Can I Divorce in England and Wales if I Got Married Overseas?
In most cases, you can but in a few cases, you can’t. It’s all down to legal requirements and jurisdiction. You must meet certain criteria to divorce in England or Wales.
Jurisdiction in Divorce Proceedings
Divorce Courts in England and Wales can only deal with divorce proceedings if one or more of these criteria apply:
These criteria fall under the European Union regulation, Article 3 of Brussels II.
- Both persons are habitually resident in England or Wales
- Both persons were last habitually resident in England or Wales and one still lives there
- The person applying for divorce, known as the Petitioner, is habitually resident in England or Wales and has lived there for at least one year immediately before applying for a divorce
- The Petitioner is domiciled and habitually resident in England or Wales and has been residing in England or Wales for at least six months immediately before applying for a divorce
- Both persons are domiciled in England or Wales.
What does Habitually Resident and Domicile mean?
Habitually resident refers to where you live and where your life is based. So, this means where your property is situated, and where your children go to school. To be habitually resident, you have to have an intent to remain settled there.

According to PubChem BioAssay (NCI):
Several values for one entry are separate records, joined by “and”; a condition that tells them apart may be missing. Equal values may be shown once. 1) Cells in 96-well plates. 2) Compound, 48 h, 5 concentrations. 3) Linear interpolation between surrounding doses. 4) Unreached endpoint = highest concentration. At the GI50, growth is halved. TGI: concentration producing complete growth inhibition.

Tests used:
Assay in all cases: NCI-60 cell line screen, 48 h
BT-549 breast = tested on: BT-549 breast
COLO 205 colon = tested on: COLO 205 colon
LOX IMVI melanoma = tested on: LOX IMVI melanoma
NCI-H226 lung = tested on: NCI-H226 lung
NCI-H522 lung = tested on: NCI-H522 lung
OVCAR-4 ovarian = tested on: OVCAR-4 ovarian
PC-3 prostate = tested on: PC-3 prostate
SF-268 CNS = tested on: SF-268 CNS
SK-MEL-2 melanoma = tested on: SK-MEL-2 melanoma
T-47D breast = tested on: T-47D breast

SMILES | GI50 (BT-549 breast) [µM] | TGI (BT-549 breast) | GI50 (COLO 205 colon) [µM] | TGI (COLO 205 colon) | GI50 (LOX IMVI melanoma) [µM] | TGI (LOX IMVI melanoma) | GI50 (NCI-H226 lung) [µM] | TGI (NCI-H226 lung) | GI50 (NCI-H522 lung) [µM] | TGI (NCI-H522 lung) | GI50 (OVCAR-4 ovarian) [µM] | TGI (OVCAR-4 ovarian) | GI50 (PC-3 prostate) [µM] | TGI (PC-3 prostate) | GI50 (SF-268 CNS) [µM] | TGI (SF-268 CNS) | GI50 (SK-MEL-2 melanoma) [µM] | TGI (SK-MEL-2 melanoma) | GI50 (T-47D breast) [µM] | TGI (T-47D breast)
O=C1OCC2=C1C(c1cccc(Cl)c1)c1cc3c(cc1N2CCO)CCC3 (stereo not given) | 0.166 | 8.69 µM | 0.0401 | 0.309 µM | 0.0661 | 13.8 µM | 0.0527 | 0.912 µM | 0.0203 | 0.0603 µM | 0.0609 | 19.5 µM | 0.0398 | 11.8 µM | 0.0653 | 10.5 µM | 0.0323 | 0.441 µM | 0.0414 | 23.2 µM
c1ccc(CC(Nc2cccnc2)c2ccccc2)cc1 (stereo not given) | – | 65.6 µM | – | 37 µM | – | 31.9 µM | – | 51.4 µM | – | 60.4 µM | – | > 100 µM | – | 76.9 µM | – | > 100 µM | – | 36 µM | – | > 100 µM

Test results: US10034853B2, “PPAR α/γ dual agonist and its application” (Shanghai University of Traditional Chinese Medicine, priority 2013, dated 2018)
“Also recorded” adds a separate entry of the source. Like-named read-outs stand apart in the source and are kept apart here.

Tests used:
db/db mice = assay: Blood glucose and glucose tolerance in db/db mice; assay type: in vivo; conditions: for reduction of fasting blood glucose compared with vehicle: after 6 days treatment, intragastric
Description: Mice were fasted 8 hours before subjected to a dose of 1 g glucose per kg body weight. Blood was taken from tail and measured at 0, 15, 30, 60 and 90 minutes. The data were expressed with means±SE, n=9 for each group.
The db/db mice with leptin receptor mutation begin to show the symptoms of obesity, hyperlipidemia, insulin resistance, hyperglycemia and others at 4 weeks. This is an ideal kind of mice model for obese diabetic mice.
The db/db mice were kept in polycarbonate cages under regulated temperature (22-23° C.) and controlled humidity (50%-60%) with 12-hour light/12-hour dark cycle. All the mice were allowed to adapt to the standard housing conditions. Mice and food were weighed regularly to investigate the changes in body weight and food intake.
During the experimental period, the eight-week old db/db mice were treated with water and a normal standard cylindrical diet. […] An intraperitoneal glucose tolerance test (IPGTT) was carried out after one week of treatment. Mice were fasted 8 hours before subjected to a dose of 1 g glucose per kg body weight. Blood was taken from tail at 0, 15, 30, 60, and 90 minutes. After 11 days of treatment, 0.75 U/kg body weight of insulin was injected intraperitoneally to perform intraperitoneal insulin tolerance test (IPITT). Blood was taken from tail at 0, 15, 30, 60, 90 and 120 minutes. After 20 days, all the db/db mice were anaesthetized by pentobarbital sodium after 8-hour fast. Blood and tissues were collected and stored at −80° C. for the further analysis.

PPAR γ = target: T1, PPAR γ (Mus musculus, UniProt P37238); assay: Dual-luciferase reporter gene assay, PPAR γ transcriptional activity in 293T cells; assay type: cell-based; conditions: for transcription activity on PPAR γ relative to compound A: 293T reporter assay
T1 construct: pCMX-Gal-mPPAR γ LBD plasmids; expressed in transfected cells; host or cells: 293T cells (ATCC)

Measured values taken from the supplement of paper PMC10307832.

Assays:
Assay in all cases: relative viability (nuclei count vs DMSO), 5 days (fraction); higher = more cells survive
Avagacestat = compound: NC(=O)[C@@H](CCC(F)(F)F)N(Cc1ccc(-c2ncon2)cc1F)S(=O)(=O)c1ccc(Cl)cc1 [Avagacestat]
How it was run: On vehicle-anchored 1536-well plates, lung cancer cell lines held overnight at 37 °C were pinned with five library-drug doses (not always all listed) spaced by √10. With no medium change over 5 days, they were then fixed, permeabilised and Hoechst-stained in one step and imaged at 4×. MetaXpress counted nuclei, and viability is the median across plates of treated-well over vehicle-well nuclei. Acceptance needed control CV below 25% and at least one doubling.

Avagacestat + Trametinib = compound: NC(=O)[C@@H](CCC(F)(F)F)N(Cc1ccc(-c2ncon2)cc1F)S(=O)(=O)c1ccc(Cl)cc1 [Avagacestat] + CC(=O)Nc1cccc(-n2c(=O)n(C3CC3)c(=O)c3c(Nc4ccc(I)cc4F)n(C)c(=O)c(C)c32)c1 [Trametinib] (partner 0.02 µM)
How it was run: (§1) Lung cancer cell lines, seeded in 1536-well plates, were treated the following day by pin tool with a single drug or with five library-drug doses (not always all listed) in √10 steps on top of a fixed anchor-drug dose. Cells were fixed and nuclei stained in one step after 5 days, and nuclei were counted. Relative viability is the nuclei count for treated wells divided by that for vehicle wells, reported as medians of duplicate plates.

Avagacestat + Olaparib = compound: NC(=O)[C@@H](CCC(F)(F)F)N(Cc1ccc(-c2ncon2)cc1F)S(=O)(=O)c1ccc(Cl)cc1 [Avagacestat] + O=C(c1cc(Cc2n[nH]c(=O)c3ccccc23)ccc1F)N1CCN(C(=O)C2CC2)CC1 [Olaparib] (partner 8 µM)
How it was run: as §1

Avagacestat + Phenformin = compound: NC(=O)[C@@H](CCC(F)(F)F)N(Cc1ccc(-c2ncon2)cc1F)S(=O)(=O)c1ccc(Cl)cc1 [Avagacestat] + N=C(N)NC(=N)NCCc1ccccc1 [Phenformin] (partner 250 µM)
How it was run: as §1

For example, if your spouse got a job abroad and you both moved there, you’d be habitually resident there.
This refers to where your main, permanent home is. This is usually the country that a person regards as their home country. Sometimes people have close family ties in one country, but actually, live in another.
An example of this could be a person from the Republic of Ireland living in England, which is quite common. That person’s “domicile of origin” would be the Republic of Ireland, due to their father living there at the time they were born. But, they have acquired England as a “domicile of choice” because they live in England.
Some Common Scenarios
- If you and your spouse got married overseas but set up your main life in England or Wales, for example, your children attend school in England or Wales and you own property there; then both of you would likely be habitually resident and you can get divorced in England or Wales.
- If you and your spouse got married abroad but set up your main life in England or Wales (i.e. became habitually resident, there) but subsequently one of you moves abroad and one remained in England or Wales then you can get divorced in England or Wales.
You may not be in a good position to divorce in England or Wales if you got married abroad and you both remain living overseas. You both may have lost your domicile of origin (acquired at birth) and acquired a domicile of choice in another country.
Due to the many complexities surrounding international divorce law, and whether you’re eligible to get divorced in England and Wales, we recommend that you talk to one of our specialist Divorce Solicitors and get advice on jurisdiction for your divorce.
For initial legal advice call our Family Law and Divorce Solicitors
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